It is clear that so far both sides of politics have failed to address the ongoing problem of housing unaffordability. It’s been more than five years since the leaders of both major political parties acknowledged the housing crisis. Now, it’s 2020 and housing has become even more unaffordable with prices increasing by 19.8% with the median price of $725,000. Despite Covid-19 ‘supposedly’ cutting aggregate demand, how on earth did this phenomenon occur? It’s caused by multifaceted reasons which I will explore by sections:
Migration and Foreign Investment – Not the core factor
There is a fundamental misunderstanding of the housing crisis. Many New Zealanders believe that migration flow and population growth are the core reasons for growing housing prices. On face value, that is correct. Growing demography does mean growing housing demand. However, this would not be a problem if the growing demand is matched by a growing supply. Anti-developmental sentiments from central and local government artificially restricted land supply and housing development. In fact, migration is critical to our prosperity (especially those that are young with high skills and educated). The housing crisis is a supply problem rather than a demand problem.
Foreign investment and speculation are also conjectured by many in the public as the cause of housing hyperinflation. This is also incorrect. Much of the housing inflation is caused by local New Zealanders purchasing property and spurring up demand. In fact, only 3% of housing purchases were from foreigners between January and February 2016. Whilst further should be done to see the extent of the speculation over a long period of time, such evidence suggests that the effects are minimal.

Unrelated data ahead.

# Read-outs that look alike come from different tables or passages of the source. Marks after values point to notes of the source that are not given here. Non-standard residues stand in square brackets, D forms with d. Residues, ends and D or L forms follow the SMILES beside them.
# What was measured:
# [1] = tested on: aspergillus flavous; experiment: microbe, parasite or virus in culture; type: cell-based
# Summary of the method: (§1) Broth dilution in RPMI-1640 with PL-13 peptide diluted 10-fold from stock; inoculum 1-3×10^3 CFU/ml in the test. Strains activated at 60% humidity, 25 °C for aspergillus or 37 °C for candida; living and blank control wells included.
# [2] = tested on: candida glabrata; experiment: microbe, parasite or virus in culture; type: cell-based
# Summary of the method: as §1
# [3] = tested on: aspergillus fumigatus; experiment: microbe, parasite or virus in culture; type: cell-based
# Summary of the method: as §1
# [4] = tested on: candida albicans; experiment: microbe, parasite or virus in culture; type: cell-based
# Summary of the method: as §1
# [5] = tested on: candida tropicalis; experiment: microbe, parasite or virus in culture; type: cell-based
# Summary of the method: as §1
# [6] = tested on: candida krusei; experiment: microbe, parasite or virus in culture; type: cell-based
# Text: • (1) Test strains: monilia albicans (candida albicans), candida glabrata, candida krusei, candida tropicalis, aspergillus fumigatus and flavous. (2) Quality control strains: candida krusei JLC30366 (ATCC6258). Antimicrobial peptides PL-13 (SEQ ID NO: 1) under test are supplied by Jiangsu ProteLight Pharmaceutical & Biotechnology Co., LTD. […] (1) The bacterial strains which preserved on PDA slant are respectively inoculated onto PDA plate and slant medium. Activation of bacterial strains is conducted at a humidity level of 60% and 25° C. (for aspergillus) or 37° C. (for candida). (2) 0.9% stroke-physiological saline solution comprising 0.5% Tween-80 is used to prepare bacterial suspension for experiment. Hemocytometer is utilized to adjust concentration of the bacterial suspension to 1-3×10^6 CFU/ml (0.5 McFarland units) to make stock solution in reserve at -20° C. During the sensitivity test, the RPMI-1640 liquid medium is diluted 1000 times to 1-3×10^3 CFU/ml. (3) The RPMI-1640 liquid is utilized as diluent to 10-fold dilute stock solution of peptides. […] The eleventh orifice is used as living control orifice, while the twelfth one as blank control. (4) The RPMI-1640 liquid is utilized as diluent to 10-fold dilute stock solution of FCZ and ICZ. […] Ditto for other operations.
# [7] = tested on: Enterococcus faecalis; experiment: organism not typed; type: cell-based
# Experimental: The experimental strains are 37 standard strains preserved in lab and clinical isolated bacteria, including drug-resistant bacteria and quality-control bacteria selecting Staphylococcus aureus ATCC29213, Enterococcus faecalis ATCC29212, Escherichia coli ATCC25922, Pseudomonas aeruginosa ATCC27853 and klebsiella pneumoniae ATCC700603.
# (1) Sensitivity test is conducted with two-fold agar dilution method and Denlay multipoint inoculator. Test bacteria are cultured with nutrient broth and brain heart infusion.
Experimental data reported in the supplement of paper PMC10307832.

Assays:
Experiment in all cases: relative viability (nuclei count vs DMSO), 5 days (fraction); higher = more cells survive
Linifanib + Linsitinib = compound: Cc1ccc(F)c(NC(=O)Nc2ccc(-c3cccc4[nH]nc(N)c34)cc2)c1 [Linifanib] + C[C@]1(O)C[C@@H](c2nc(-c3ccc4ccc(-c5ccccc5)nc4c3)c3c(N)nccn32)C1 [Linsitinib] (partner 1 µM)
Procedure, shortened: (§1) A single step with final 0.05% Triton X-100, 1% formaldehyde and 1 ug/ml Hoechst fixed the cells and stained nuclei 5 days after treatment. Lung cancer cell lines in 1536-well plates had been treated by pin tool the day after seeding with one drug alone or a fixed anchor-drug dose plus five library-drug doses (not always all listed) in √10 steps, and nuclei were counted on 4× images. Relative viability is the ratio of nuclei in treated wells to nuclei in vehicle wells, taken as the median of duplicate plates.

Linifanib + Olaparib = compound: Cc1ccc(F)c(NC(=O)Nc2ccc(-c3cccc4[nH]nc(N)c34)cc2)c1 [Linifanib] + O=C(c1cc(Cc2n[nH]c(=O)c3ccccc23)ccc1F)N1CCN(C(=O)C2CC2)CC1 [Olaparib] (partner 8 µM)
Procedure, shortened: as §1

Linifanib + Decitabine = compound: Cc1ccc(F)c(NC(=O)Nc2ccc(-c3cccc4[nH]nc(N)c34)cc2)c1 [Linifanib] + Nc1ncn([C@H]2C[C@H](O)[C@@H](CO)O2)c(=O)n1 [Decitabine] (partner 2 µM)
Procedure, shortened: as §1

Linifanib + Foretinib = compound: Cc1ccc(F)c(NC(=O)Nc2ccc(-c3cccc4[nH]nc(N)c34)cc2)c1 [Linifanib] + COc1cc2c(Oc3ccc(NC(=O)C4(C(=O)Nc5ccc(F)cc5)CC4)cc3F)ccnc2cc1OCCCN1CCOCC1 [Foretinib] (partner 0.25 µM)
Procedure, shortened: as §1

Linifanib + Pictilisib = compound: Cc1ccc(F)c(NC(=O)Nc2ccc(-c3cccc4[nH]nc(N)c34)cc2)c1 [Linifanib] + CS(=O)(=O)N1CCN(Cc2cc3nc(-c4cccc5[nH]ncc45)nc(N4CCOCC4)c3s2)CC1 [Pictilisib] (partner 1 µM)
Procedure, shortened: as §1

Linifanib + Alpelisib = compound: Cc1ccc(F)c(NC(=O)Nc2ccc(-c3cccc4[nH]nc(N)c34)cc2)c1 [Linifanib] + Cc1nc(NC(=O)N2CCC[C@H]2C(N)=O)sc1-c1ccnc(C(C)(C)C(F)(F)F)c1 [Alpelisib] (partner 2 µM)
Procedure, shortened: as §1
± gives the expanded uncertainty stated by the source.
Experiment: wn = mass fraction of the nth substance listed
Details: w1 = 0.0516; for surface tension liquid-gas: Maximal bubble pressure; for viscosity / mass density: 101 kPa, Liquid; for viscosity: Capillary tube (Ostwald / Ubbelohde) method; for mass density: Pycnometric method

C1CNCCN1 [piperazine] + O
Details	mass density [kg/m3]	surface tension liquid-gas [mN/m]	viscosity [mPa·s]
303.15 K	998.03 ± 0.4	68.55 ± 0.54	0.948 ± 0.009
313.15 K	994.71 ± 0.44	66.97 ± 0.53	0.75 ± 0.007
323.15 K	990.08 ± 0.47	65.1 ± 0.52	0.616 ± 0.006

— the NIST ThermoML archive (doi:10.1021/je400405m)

Housing Supply < Housing Demand = Price increase
The core reason for the housing crisis is simply because growth in demand has exceeded growth in supply. One of the core fundamental economic principles is supply and demand. Housing has become extremely expensive because we have not built enough housing in New Zealand to address growing demand. In 1974, New Zealand was building 34,400 annually. However, because of the oil crisis in the 1980s and our unsustainable fiscal position, new annual dwellings dropped to 15,000 in that era. The current government have made some changes that resulted in a growing supply with 24,100 houses built in 2019. We need to note that the population in NZ was 3 million and now just over 5 million. Population growth and demographic ageing do mean that there is consequently excess demand. My research paper released in the new few months will explore this.